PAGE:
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Western Vascular Institute Vein Center

Our attractive, calming office setting and staff will make you feel at ease from the moment you arrive. Our award-winning surgeons are eager to assist you in our state of the art venous surgery center, and walk you through your plan of care. Our surgeons evaluate and treat hundreds of patients with venous disease on a monthly basis. Evaluating and treating venous disease on a daily basis allows our providers to maintain a knowledge base and skill set that is un-matched and unequaled in Arizona.  As such, our surgeons are able to provide an in-depth explanation of your venous disease and suggest the best options for treatment vs. non-treatment.

Treating venous disease has become easier in recent years, with the help of technology. New treatments for vein disorders require little downtime and can be done in the comfort of our outpatient vein center.

How are Varicose Veins diagnosed?

Varicose Veins are generally diagnosed by your Vascular Surgeon through ultrasound along with a physical exam.

Listed below are the procedures offered at Western Vascular Institute and the corresponding treatments for the procedures.


Conservative management –allowing the patient/surgeon to receive their desired outcomes by changing lifestyle to include:

  • Medications
  • Patient training
  • Weight loss
  • Elevating your legs
  • Avoiding long periods of standing or sitting
  • Compression stockings

Endovenous Radio Frequency Ablation – ultrasound guided procedure that applies heat via a catheter to the vein, preserving the surrounding veins while shrinking/ eliminating the incompetent vein.

Microphlebectomy – procedure where small incisions are made in the skin whereby the varicose veins are then removed. Incisions are generally less than a 1/4 inch long allowing for the vein to easily be removed out the skin.  This procedure is does not generally require stiches

Sclerotherapy (Medical & Aesthetic) – is a common treatment where a sclerosing agent is injected into the affected veins inner lining, thereby collapsing the vein, which is then reabsorbed into the body and removed as waste.

For the treatment of

Varicose Veins

Enlarged, twisted, bulging veins found anywhere in the body, but most commonly occurring in the legs and feet due to the pressure of standing. In these veins, the valves become damaged, creating a backflow and pooling of blood, instead of returning the blood to be re-oxygenated by the lungs.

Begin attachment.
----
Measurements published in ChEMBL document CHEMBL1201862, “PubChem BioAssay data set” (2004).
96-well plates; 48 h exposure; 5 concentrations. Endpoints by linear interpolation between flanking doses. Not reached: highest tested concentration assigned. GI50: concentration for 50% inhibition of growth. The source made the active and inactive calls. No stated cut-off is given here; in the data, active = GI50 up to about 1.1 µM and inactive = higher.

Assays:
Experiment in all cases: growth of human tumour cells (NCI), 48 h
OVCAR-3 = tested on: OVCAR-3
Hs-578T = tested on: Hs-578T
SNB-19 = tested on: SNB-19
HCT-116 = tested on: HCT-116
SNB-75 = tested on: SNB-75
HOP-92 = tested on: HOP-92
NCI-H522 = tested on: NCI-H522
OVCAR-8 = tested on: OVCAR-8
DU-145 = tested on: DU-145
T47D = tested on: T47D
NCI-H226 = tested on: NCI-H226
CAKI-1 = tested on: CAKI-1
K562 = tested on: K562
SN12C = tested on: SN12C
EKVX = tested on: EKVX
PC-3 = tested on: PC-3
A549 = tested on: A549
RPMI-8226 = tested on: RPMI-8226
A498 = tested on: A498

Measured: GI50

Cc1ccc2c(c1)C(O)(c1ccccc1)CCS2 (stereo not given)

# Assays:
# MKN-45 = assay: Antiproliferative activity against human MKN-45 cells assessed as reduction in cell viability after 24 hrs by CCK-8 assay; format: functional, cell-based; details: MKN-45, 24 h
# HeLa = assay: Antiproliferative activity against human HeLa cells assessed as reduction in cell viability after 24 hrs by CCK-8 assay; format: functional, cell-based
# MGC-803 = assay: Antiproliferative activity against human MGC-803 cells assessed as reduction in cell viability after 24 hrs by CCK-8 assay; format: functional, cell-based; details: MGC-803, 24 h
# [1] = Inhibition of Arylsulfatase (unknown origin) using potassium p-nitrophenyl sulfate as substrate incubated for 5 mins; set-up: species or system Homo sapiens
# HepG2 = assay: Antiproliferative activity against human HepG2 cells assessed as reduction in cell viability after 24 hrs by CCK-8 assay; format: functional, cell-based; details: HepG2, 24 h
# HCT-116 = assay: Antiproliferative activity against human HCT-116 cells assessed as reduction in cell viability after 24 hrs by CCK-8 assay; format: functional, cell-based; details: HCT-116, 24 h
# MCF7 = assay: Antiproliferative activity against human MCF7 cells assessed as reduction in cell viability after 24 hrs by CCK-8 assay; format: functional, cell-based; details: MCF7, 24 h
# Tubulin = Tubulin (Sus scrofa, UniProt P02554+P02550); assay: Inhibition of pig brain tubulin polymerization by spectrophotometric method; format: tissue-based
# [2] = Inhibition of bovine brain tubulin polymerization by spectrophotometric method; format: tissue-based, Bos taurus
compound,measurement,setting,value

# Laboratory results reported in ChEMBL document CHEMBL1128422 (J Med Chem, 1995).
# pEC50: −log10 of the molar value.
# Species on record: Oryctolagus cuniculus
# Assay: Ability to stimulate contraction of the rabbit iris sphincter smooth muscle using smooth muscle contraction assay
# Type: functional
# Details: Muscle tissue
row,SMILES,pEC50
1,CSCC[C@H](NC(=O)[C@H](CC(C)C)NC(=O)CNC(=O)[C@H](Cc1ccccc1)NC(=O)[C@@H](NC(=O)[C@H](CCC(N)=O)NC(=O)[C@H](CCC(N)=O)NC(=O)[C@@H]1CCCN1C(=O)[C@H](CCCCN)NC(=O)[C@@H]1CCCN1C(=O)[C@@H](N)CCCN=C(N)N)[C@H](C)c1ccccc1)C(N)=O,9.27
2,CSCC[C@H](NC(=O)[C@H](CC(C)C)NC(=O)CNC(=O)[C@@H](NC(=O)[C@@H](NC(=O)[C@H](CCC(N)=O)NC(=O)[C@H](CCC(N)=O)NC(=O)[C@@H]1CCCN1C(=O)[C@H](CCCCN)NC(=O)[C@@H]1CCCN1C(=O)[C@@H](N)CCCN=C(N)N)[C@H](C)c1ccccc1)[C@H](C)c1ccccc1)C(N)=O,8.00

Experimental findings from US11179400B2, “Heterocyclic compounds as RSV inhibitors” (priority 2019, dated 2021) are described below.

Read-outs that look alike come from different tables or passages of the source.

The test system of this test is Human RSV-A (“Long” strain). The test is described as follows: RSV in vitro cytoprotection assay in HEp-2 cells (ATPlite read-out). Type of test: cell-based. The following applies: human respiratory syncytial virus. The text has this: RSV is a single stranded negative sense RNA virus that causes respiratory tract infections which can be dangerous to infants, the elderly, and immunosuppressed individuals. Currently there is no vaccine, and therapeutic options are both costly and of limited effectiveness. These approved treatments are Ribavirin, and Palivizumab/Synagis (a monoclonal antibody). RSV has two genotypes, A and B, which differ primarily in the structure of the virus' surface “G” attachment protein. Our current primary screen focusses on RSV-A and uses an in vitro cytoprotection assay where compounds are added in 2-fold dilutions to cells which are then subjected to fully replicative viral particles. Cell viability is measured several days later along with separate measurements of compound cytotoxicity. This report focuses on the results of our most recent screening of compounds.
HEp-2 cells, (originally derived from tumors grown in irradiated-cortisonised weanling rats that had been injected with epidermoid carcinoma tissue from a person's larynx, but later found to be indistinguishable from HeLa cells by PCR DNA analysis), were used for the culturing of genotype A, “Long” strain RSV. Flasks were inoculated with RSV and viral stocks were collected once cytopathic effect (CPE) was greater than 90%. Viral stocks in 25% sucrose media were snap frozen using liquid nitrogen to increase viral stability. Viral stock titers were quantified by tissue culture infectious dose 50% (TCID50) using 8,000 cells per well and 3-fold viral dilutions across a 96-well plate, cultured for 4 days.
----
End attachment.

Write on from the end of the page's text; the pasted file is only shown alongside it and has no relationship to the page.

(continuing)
Risk factor

  • Pregnancy
  • Obesity
  • Genetics
  • Age
  • Gender
  • Profession


  • Pain/tiredness in legs
  • Aching or throbbing in the legs
  • Itchiness of skin at site
  • Swelling of feet or ankles
  • Bleeding, rupture of the vessel
  • Ulcers

Venous insufficiency

is a condition where veins cannot adequately transfer blood from the legs back up to the heart. Inside the veins are valves that operate like flaps, directing the flow of blood toward the heart. When the valves become damaged, circulatory problems develop ranging from spider veins to varicose veins, and blood clots to skin ulcers.

Risk factor

  • Varicose veins
  • Blood clots
  • Obesity
  • Pregnancy
  • Smoking
  • Cancer
  • Muscle weakness
  • Injury/trauma
  • Swelling
  • Inactivity

Symptoms of Venous Insufficiency

Common symptoms of venous insufficiency aching or throbbing in the legs include swelling and discomfort, skin discoloration, skin thickening, spider veins at the ankles, and leg ulcers.

How is Venous Insufficiency Diagnosed?

Diagnostic ultrasound measuring the vein diameter and the amount of pooling (reflux) and venograms (X-ray exam with contrast dye) may be used to examine the veins for signs of disease.

Spider Veins

Also referred to as telangictasias spider veins are small clusters of red and blue spider looking superficial veins that appear on the thighs, ankles, and calves.

Risk Factors

  • Heredity
  • Standing or sitting for long periods of time
  • Age
  • Being obese or overweight
  • Vein injury


Venous ulcers, varicose ulcers, stasis ulcers are ulcers or wounds that come as a result of improper functioning of the valves within the vein. The blood is not able to return back up to the heart sufficiently and the increased pressure created in the affected area causes the ulcer or wound to form.

Risk Factors

  • History of blood clots
  • Diabetes
  • Obesity
  • Increased age
  • Family history of venous insufficiency